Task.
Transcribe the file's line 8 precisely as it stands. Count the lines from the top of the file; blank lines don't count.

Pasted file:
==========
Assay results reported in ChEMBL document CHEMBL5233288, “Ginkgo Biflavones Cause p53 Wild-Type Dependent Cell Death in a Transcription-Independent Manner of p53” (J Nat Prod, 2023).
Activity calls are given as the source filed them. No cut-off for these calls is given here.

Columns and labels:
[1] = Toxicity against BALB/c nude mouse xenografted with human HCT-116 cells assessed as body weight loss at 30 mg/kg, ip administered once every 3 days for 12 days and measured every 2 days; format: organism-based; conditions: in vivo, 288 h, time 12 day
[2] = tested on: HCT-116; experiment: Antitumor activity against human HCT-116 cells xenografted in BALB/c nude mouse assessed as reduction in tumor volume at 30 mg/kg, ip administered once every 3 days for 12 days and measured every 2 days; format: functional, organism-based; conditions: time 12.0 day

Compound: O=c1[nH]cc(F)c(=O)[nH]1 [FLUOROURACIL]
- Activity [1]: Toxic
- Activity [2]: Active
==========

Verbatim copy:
- Activity [2]: Active